Jalyn Holmes
Freshman DL Jalyn Holmes: Depth, schmepth.

Along with all of those guys, freshman Parris Campbell is one of the fastest humans in the country, and we haven't even mentioned top juco transfer Corey Smith or Indiana's reigning Mr. Football Terry McLaurin. It's only been a few measly sentences but you've already kind of forgotten about Smith, Spencer and their combined single-digit reception total since October 2013.

We have never looked forward to unproven players in volumes like this - and Ohio State hasn't lost a regular-season game since 2011. This is what failure looks like in Columbus, and it's nothing the next Eddie George or any of his teammates want to experience again.

Those two senior receivers, Braxton, Grant, Doran Grant, Cardale Jones, Bryce Haynes, Ron Tanner, Nick Vannett, Joel Hale, Michael Bennett, Jeff Heuerman, Chase Farris, Chris Carter and Steve Miller are all that remains of the Buckeyes who originally signed up for Tresselball. Rod Smith and Baldwin are the only two who lived it. 

Still - these are not ordinary seniors. These are guys who chose to remain Buckeyes back when their televisions, radios and friends were telling them Ohio State football was radioactive and destined to be cratered. A lot of guys left. They stayed.


So of all the OSU football classes this century that have entered the season carrying a grudge, the 2014 seniors might be the grudgiest. They're too young to remember what never beating Michigan felt like but old enough to understand they might leave school without having won what had become a rite when they arrived.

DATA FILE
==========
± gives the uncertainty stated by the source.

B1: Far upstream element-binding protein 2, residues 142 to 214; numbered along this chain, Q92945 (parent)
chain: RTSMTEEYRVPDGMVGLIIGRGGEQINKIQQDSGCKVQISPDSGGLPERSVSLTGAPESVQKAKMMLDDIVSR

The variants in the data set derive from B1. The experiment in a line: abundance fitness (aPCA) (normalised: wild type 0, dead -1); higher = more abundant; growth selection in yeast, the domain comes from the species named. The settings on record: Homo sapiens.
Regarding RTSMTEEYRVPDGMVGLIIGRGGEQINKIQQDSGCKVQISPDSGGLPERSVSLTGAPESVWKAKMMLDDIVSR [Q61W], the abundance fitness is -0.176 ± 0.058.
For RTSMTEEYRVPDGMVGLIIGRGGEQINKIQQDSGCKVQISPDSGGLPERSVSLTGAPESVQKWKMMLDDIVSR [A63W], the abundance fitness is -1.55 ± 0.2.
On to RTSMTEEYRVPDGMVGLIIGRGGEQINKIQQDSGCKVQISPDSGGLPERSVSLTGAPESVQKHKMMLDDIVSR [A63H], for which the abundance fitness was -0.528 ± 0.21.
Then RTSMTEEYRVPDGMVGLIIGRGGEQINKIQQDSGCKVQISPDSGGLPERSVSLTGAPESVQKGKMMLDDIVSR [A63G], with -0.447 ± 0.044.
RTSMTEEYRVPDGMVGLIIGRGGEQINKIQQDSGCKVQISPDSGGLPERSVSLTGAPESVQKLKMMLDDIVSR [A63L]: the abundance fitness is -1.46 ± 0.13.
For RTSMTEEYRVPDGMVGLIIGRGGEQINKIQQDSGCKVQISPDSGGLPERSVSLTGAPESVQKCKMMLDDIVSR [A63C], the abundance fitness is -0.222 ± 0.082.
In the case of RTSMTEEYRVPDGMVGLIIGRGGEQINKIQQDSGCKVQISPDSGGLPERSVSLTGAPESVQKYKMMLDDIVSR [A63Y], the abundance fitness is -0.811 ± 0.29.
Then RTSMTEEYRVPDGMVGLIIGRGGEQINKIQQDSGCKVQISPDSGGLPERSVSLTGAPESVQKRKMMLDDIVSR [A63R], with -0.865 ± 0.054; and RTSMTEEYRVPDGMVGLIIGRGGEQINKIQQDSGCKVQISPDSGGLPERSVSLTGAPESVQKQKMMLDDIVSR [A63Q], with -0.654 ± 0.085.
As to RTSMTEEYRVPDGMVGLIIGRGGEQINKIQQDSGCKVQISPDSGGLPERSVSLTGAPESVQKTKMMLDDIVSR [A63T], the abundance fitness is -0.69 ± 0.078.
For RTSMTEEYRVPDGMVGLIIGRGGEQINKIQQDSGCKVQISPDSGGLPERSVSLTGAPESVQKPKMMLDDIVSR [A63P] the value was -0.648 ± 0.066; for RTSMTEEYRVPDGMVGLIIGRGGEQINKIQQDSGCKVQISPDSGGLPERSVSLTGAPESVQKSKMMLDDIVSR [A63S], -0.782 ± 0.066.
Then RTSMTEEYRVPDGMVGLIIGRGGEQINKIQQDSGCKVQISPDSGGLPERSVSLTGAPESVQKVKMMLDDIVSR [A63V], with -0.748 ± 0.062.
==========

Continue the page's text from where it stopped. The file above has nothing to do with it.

This is it for the old guard, which is why it's okay to be hesitant to accept they'll concede what's theirs to guys who literally just showed up. Ohio State's 2014 seniors could have quit for much scarier reasons not too long ago. They've been through too much for the university to concede anything, let alone playing time to teenagers.

Besides, the 2014 versions of Rod Smith and a Darryl Baldwin are in camp right now, among that electric freshman class. They won't know who they are - and neither will we - for another five years. Someday very soon they'll be fighting for playing time against a kid whose first day of high school is later this month.

Hopefully by then they'll be playing for something bigger than breaking a conference title drought, because Ohio State is the last place that should continually be relying on the new players for a return to glory. There are two guys on the roster who understand this better than any of their teammates.

That's because they're the only ones who have seen how it's supposed to be, and if it's up to them - they'll be a vital part in getting it back.